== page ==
Are You Standing, Walking, or Sitting on the Couch? Sensiya Wants to Let Mobile Marketers Know

Are You Standing, Walking, or Sitting on the Couch Sensiya Wants to Let Mobile Marketers KnowSensiya, a Tel-Aviv-based startup, wants to know if you’re traveling, perhaps, or maybe just being a couch potato.

The company wants to take the geo-data approach with its new mobile software development kit (SDK).

According to a post at VentureBeat, “Sensiya chief executive Noam Fine (said) that his startup’s new mobile-centric SDK allows advertisers, retailers, and developers to see the real-life behaviors of smartphone users in a bid to target them with ‘people-based marketing’ campaigns.”

Sensiya’s built-in gyroscopes and motion sensors can tell, fairly accurately, whether an iPhone or Samsung user is walking, running, or is just plopped down on the couch. Such knowledge would afford advertisers an opportunity to target smartphone users with more location- and activity-based ads.

“If you’re using the data from smartphones correctly, you can do amazing data-driven stuff. The data we collect on users is also statistical, and we’re able to conclude who you probably are, the apps your using, your texting patterns, how many characters you’re typing and also if you’re a woman or a man,” Fine said.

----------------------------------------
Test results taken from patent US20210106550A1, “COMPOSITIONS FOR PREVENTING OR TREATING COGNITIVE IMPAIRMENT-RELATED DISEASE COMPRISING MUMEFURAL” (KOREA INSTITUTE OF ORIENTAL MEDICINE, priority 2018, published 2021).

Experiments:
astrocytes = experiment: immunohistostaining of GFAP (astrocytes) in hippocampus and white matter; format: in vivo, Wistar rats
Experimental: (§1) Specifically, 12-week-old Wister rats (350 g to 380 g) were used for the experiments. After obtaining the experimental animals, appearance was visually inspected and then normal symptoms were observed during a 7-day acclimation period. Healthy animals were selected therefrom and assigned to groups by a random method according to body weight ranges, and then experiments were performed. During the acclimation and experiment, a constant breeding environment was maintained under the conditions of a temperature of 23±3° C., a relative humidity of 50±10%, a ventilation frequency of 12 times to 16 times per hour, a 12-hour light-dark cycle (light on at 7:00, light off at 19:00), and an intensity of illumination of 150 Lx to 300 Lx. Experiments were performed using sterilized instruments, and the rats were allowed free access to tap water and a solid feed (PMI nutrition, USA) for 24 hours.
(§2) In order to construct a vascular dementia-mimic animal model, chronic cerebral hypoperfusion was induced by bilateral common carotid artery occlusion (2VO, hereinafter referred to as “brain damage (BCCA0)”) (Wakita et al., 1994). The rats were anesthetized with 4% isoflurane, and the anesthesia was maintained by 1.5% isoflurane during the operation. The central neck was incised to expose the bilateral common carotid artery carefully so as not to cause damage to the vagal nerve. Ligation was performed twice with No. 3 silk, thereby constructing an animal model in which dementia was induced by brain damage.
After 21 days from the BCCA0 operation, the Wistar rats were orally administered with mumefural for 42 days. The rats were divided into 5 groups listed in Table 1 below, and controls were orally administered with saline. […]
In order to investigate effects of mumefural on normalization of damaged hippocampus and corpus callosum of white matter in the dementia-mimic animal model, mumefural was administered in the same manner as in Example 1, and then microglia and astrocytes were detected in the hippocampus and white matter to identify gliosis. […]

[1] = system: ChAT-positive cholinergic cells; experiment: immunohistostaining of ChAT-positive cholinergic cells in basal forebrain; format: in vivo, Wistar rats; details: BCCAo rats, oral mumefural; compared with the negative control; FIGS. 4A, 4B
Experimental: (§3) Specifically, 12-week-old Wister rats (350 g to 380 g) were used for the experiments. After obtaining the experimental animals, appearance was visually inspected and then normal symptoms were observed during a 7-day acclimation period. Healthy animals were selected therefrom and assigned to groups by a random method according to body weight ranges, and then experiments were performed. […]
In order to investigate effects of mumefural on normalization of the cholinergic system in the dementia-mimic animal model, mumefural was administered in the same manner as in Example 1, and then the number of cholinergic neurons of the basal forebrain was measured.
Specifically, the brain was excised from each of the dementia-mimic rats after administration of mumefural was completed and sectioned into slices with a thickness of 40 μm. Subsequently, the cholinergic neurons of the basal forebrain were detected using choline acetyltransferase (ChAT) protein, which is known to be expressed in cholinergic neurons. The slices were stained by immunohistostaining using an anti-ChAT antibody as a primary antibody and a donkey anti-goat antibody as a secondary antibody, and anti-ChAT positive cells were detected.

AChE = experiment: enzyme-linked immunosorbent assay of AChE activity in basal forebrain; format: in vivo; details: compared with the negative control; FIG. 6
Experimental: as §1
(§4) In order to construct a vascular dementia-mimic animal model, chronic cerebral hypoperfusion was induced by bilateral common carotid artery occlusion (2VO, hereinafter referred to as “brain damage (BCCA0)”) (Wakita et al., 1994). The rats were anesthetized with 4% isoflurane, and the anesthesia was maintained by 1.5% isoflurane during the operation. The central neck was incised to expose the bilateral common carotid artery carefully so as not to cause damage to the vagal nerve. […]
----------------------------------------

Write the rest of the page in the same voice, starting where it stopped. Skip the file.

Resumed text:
And don’t try to hide your age.

“Our SDK has a 90 percent accuracy on gender and age,” Fine noted.

It’s a step forward for advertisers, though it can seem a bit big-brotherish.

“Our mobile phone holds significant amounts of data about us like who we are, what apps we use, and how we use them,” the company exec explained. “This data is like a digital fingerprint of each person’s unique personality. The problem with apps is that they all look, behave, and perform the same. Through our technology, Sensiya seeks to enable developers to create individual and personal experiences and allow users to get the content, information, and UI that truly reflects who they are.”

Sensiya aims to build a bridge between developers and advertisers and the smartphone users themselves.

“We know whether you’re at home, when you wake up, when you go to sleep. This is physical context, and when you combine them, you create something that’s personal and engaging,” Fine said.

The company could have some competition. Adtile, a Southern California startup whose SDK already utilizes GPS, gyroscope, motion compressor, accelerometer, and compass to sense body functions, is also in the ring.